Published February 21, 2012
A retired Massachusetts judge is defending her decision to order a mentally ill woman to have an abortion and be sterilized against her wishes.
Christina Harms is also criticizing Boston University for withdrawing a job offer after her ruling sparked controversy and was overturned by the state Appeals Court.
Harms, 58, who retired last month, defended her ruling in a letter she sent Monday to other Massachusetts family court judges, saying she believed the schizophrenic woman would have chosen to have an abortion if she had been mentally competent. The letter was first reported by The Boston Globe.
“I believed then, as I do now, that she would elect to abort the pregnancy to protect her own well-being,” Harms said, according to the newspaper. “She would want to be healthy.”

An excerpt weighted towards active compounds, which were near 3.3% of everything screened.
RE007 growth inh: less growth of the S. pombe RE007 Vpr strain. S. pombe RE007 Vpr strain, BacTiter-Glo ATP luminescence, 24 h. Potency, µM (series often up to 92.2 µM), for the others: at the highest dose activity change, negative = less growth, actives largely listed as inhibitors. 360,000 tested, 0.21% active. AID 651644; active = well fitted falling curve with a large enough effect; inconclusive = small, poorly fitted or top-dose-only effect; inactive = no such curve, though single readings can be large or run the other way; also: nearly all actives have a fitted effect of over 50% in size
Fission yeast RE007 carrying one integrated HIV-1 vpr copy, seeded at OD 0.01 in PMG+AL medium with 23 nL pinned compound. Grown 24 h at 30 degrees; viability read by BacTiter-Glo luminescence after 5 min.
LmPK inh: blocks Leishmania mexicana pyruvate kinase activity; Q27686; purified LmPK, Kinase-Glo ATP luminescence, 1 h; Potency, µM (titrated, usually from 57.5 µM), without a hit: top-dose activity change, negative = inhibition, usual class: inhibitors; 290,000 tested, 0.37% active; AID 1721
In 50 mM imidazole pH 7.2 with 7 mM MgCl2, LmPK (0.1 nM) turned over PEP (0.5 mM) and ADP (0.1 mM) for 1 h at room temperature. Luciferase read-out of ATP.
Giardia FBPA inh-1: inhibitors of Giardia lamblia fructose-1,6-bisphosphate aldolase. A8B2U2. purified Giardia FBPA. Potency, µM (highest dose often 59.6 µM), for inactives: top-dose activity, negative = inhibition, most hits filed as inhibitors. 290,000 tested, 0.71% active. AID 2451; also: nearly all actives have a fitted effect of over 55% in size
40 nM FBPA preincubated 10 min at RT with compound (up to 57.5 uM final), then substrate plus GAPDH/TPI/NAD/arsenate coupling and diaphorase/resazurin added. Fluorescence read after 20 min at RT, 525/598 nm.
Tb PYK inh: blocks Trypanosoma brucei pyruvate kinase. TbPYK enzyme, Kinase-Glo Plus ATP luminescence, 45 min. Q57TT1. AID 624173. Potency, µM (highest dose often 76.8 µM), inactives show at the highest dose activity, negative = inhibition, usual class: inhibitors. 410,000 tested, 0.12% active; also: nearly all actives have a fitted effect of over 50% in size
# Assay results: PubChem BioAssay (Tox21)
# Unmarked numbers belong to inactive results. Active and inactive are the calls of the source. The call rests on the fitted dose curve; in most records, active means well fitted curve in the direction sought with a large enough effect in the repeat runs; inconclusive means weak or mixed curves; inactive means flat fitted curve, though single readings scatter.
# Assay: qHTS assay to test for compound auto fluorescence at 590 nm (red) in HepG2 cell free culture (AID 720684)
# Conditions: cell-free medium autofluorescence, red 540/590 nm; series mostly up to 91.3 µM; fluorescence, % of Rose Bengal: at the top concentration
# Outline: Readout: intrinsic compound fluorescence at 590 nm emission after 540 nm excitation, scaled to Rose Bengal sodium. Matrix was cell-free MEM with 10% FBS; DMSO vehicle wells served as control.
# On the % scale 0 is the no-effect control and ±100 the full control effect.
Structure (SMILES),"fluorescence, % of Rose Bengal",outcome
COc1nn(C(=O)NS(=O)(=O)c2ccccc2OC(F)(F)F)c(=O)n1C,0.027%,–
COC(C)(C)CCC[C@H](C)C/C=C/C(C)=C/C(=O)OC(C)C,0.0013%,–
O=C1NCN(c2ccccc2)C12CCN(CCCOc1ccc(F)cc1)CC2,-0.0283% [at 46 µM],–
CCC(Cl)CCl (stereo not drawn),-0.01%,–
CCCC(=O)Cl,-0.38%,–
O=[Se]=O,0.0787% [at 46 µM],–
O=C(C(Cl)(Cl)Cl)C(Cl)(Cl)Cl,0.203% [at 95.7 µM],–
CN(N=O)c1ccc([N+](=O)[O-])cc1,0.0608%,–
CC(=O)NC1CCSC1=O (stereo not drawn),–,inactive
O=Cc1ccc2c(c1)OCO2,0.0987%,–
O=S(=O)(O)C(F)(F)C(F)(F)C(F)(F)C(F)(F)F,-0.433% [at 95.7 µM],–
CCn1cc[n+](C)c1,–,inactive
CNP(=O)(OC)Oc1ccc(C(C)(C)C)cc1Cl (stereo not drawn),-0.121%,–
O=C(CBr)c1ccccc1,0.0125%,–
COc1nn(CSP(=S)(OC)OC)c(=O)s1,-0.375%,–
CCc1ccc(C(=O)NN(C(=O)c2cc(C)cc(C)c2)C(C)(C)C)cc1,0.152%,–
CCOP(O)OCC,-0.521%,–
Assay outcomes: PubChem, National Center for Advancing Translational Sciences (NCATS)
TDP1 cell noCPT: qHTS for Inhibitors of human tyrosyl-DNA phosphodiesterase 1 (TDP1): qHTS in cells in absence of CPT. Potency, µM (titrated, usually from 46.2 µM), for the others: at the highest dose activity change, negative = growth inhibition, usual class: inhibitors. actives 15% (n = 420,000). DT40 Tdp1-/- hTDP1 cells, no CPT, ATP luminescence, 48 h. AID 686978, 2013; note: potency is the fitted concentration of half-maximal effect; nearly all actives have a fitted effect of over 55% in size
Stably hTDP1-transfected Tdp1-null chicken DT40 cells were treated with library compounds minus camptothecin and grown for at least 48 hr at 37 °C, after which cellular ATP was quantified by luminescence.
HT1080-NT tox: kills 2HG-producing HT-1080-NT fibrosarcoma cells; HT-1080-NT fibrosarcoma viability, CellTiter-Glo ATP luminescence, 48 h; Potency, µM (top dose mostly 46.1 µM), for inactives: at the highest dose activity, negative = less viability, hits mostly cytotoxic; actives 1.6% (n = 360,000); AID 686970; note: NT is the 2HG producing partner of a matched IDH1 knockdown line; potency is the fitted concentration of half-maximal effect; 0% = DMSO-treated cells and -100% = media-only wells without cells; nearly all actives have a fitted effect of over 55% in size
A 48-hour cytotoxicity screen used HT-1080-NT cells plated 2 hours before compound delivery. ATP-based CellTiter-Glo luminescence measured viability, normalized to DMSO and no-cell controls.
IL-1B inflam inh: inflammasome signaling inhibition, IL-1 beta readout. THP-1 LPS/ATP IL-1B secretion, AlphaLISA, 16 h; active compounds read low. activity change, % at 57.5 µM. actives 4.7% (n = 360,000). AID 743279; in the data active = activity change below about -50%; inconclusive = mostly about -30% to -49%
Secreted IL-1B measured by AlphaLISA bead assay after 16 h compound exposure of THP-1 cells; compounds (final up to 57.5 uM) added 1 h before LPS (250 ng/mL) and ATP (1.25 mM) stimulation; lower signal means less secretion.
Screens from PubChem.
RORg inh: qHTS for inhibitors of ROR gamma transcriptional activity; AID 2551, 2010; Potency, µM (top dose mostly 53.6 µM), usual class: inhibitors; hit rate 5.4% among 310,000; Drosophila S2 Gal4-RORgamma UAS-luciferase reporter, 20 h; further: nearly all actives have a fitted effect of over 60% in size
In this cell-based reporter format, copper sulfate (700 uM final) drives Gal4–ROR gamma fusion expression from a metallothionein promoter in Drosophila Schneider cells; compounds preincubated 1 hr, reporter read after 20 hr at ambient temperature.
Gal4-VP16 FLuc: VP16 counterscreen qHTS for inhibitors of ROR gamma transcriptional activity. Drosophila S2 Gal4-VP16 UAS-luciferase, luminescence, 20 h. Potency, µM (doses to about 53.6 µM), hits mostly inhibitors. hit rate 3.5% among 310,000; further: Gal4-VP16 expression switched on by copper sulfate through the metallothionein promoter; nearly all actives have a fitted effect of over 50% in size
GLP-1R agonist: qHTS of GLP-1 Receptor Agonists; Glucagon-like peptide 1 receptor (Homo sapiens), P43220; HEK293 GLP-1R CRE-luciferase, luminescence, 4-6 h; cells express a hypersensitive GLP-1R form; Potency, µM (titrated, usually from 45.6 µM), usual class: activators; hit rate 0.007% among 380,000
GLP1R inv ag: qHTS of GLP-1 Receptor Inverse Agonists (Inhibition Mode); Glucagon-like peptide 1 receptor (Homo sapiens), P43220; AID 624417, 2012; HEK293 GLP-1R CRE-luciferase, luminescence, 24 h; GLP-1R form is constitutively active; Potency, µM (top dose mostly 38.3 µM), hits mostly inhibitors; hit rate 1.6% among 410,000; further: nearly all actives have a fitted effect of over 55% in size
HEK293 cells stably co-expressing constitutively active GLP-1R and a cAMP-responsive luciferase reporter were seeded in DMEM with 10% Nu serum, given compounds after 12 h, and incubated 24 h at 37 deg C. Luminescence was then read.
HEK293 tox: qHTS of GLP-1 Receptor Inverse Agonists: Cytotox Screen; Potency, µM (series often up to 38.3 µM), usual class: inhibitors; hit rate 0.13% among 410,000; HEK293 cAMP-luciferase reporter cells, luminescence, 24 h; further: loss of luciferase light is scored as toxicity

The 31-year-old woman, who suffered from delusions, had reportedly described herself as “very Catholic.” The woman had expressed opposition to terminating her pregnancy, according to the newspaper, while her parents sought consent for the abortion.
Harms claims that Boston University’s law school withdrew a job offer soon after her ruling became public.
The school said Harms was not the appropriate candidate for a job that required interaction with students, alumni and the judiciary.
“It was the reaction to the decision that gave us pause,” BU spokesman Stephen Burgay told the newspaper. “The more we learned about Judge Harms, the clearer it became that it was the wrong job fit.”